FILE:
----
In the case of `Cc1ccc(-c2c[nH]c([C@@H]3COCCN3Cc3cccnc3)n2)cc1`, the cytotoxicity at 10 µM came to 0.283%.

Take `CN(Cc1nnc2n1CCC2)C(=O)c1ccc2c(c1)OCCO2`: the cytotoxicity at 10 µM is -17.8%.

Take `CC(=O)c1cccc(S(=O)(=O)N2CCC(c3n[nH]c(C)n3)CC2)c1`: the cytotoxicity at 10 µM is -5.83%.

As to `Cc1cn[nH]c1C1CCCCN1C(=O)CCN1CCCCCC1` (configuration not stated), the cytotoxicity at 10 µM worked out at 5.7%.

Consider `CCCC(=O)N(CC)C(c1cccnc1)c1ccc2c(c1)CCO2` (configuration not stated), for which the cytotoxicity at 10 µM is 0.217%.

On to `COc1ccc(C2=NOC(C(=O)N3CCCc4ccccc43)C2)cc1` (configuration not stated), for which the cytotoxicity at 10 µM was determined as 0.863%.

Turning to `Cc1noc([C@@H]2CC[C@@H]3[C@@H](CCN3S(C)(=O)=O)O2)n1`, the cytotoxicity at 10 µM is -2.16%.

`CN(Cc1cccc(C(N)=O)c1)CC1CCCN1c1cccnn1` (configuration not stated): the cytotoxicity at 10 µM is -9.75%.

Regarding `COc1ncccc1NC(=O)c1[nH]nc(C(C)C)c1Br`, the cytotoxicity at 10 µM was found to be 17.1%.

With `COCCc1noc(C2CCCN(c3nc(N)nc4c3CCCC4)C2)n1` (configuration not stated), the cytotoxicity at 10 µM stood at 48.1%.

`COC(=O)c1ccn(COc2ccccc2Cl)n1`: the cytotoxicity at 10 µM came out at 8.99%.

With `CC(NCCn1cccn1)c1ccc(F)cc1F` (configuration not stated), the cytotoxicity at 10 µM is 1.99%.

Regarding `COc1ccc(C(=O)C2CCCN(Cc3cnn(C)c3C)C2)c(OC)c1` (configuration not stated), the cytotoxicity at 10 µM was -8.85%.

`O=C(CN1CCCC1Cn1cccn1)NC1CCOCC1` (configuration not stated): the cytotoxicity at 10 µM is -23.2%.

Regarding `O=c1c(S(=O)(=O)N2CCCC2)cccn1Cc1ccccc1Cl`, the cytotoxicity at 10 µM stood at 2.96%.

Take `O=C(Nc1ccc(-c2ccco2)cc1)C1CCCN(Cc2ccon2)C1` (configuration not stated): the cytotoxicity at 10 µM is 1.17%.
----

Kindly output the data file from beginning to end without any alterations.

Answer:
In the case of `Cc1ccc(-c2c[nH]c([C@@H]3COCCN3Cc3cccnc3)n2)cc1`, the cytotoxicity at 10 µM came to 0.283%.

Take `CN(Cc1nnc2n1CCC2)C(=O)c1ccc2c(c1)OCCO2`: the cytotoxicity at 10 µM is -17.8%.

Take `CC(=O)c1cccc(S(=O)(=O)N2CCC(c3n[nH]c(C)n3)CC2)c1`: the cytotoxicity at 10 µM is -5.83%.

As to `Cc1cn[nH]c1C1CCCCN1C(=O)CCN1CCCCCC1` (configuration not stated), the cytotoxicity at 10 µM worked out at 5.7%.

Consider `CCCC(=O)N(CC)C(c1cccnc1)c1ccc2c(c1)CCO2` (configuration not stated), for which the cytotoxicity at 10 µM is 0.217%.

On to `COc1ccc(C2=NOC(C(=O)N3CCCc4ccccc43)C2)cc1` (configuration not stated), for which the cytotoxicity at 10 µM was determined as 0.863%.

Turning to `Cc1noc([C@@H]2CC[C@@H]3[C@@H](CCN3S(C)(=O)=O)O2)n1`, the cytotoxicity at 10 µM is -2.16%.

`CN(Cc1cccc(C(N)=O)c1)CC1CCCN1c1cccnn1` (configuration not stated): the cytotoxicity at 10 µM is -9.75%.

Regarding `COc1ncccc1NC(=O)c1[nH]nc(C(C)C)c1Br`, the cytotoxicity at 10 µM was found to be 17.1%.

With `COCCc1noc(C2CCCN(c3nc(N)nc4c3CCCC4)C2)n1` (configuration not stated), the cytotoxicity at 10 µM stood at 48.1%.

`COC(=O)c1ccn(COc2ccccc2Cl)n1`: the cytotoxicity at 10 µM came out at 8.99%.

With `CC(NCCn1cccn1)c1ccc(F)cc1F` (configuration not stated), the cytotoxicity at 10 µM is 1.99%.

Regarding `COc1ccc(C(=O)C2CCCN(Cc3cnn(C)c3C)C2)c(OC)c1` (configuration not stated), the cytotoxicity at 10 µM was -8.85%.

`O=C(CN1CCCC1Cn1cccn1)NC1CCOCC1` (configuration not stated): the cytotoxicity at 10 µM is -23.2%.

Regarding `O=c1c(S(=O)(=O)N2CCCC2)cccn1Cc1ccccc1Cl`, the cytotoxicity at 10 µM stood at 2.96%.

Take `O=C(Nc1ccc(-c2ccco2)cc1)C1CCCN(Cc2ccon2)C1` (configuration not stated): the cytotoxicity at 10 µM is 1.17%.